CLARIAH Expert Meeting on Video Annotation Interoperability.

CLARIAH Expert Meeting on Video Annotation Interoperability

By: Liliana Melgar and Marijn Koolen

CLARIAH had the pleasure to organize a two-day face-to-face expert meeting and workshop that aimed to improve annotation interoperability within the CLARIAH infrastructure as well as with external annotation tools. The meeting was organized by Marijn Koolen (KNAW Humanities Cluster) and Liliana Melgar (University of Amsterdam) and took place on July 12-13 in Amsterdam.

While analyzing data, scholars often need to annotate various types of resources (texts, images, or audio-visual). Annotating, in the broadest sense of the term, consists of activities such as segmenting, transcribing, adding notes, tags, classifying those tags, grouping resources in bookmarks, linking, or adding other user-metadata to those sources and their fragments. Since these activities are essential to interpretation, annotation has been recognized as one of the “scholarly primitives” (Unsworth, 2000), and as an essential part of knowledge production from the perspective of scholarly work as a research ecology (Walkowsky, 2016).

As an infrastructure project, CLARIAH aims to support humanities scholars in their research at different levels. In relation to scholarly annotation, during the first phase of CLARIAH (Core, 2015-2018), we have done some research about scholarly annotating behavior, and on the more technical aspects needed to provide structural semantics to annotations (see reference list at the end of this post). We also organized an annotation symposium in 2017 , in which scholars and developers of annotation tools and standards gathered for one day in Amsterdam to align their work and look for future collaborations.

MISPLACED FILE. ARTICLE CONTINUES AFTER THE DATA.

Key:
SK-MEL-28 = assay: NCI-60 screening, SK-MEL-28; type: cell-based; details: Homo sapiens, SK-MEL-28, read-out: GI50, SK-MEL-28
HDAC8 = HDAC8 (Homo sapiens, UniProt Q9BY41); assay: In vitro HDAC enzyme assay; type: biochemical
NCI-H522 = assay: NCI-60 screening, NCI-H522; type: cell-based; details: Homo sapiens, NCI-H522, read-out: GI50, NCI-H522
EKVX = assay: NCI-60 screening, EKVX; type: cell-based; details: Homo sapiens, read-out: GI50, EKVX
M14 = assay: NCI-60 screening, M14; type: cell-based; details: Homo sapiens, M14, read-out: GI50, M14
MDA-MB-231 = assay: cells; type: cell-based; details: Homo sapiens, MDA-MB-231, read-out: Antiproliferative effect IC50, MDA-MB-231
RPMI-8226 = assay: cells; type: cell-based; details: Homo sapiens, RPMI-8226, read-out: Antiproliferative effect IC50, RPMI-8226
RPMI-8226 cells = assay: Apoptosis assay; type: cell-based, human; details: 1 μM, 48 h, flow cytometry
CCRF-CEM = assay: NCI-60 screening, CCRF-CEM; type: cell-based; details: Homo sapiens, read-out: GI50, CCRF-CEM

In CLARIAH Plus (2019-2023), one of the aims is to increase the support for the creation and exchange of annotation data between applications. Thus, as a follow-up to the previous activities, and as a way to initiate the next phase of CLARIAH, we decided to focus on interoperability of annotations, of audio-visual sources to begin with. Our aim is to try to facilitate data interoperability between the tools that are commonly used by scholars in their work, and to try to come up with an exchange format for scholarly annotations of audio-visual data based on the W3C annotation model .

For this reason, expert software developers of audiovisual annotation tools gathered in Amsterdam during those two days in July 2018, to discuss the interoperability between their tools. One important distinction we made in this work was between data interoperability based on data models and facilitating interoperability at the semantic level (which we did not tackle in this meeting). As Walkowsky (2016) clarifies: “knowledge about structure and properties of annotations is one thing, knowledge about concepts which are used in annotations is another.”

Participants Annotation Expert Meeting

The participants of the expert meeting were the programmers of applications that are being developed in important projects in the Humanities where audio-visual media is at the center. The experts who participated in this meeting were:

  • Marijn Koolen (KNAW Humanities cluster), developer of one of the CLARIAH annotation tools
  • Jaap Blom (The Netherlands Institute for Sound and Vision, CLARIAH), developer of one of the CLARIAH annotation tools